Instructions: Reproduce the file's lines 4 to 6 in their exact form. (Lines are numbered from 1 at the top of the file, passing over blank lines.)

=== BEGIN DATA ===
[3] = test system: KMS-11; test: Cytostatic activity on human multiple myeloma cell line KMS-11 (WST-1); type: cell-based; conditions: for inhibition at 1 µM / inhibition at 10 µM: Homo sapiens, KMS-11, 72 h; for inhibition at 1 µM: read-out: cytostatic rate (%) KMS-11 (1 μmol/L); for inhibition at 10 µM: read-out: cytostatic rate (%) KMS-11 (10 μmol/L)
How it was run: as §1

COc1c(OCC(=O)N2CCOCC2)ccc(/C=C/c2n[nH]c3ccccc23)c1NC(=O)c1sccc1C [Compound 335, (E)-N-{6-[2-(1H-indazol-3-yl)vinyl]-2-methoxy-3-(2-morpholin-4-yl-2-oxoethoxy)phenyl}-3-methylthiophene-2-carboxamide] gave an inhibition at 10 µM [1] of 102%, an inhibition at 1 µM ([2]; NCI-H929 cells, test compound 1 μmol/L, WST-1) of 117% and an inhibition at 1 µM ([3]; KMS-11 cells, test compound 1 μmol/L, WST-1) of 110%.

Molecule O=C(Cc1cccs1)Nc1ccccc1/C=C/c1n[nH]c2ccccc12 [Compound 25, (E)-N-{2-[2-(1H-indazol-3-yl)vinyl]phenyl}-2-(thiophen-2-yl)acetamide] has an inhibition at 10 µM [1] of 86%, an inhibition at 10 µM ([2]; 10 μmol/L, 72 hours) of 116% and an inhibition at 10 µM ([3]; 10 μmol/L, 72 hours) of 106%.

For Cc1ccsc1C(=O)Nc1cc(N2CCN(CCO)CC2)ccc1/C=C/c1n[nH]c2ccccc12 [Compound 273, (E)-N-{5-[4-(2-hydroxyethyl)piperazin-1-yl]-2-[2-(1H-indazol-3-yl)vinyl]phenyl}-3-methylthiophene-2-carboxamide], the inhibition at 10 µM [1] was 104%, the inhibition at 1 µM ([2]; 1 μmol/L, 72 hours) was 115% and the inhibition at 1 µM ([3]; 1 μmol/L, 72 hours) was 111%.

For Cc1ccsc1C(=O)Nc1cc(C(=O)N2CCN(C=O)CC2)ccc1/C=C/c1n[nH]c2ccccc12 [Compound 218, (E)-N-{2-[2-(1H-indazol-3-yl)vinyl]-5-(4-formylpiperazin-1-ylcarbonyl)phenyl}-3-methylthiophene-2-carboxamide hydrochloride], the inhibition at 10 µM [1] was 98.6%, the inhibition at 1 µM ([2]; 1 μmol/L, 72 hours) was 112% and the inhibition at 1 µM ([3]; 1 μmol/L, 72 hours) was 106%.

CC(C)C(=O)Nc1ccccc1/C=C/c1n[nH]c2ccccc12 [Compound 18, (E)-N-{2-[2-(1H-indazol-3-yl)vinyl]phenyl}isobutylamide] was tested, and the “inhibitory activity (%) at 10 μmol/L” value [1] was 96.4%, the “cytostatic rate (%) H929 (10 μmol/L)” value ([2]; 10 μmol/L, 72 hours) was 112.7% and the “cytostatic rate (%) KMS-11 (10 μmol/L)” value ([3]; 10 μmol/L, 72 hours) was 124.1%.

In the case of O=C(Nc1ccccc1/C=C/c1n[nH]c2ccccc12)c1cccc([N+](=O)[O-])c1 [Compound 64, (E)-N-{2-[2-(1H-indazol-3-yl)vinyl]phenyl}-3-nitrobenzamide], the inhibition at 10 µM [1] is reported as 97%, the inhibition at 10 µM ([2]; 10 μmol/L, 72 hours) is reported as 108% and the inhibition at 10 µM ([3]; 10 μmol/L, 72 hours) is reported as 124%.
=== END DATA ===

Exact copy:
Molecule O=C(Cc1cccs1)Nc1ccccc1/C=C/c1n[nH]c2ccccc12 [Compound 25, (E)-N-{2-[2-(1H-indazol-3-yl)vinyl]phenyl}-2-(thiophen-2-yl)acetamide] has an inhibition at 10 µM [1] of 86%, an inhibition at 10 µM ([2]; 10 μmol/L, 72 hours) of 116% and an inhibition at 10 µM ([3]; 10 μmol/L, 72 hours) of 106%.

For Cc1ccsc1C(=O)Nc1cc(N2CCN(CCO)CC2)ccc1/C=C/c1n[nH]c2ccccc12 [Compound 273, (E)-N-{5-[4-(2-hydroxyethyl)piperazin-1-yl]-2-[2-(1H-indazol-3-yl)vinyl]phenyl}-3-methylthiophene-2-carboxamide], the inhibition at 10 µM [1] was 104%, the inhibition at 1 µM ([2]; 1 μmol/L, 72 hours) was 115% and the inhibition at 1 µM ([3]; 1 μmol/L, 72 hours) was 111%.

For Cc1ccsc1C(=O)Nc1cc(C(=O)N2CCN(C=O)CC2)ccc1/C=C/c1n[nH]c2ccccc12 [Compound 218, (E)-N-{2-[2-(1H-indazol-3-yl)vinyl]-5-(4-formylpiperazin-1-ylcarbonyl)phenyl}-3-methylthiophene-2-carboxamide hydrochloride], the inhibition at 10 µM [1] was 98.6%, the inhibition at 1 µM ([2]; 1 μmol/L, 72 hours) was 112% and the inhibition at 1 µM ([3]; 1 μmol/L, 72 hours) was 106%.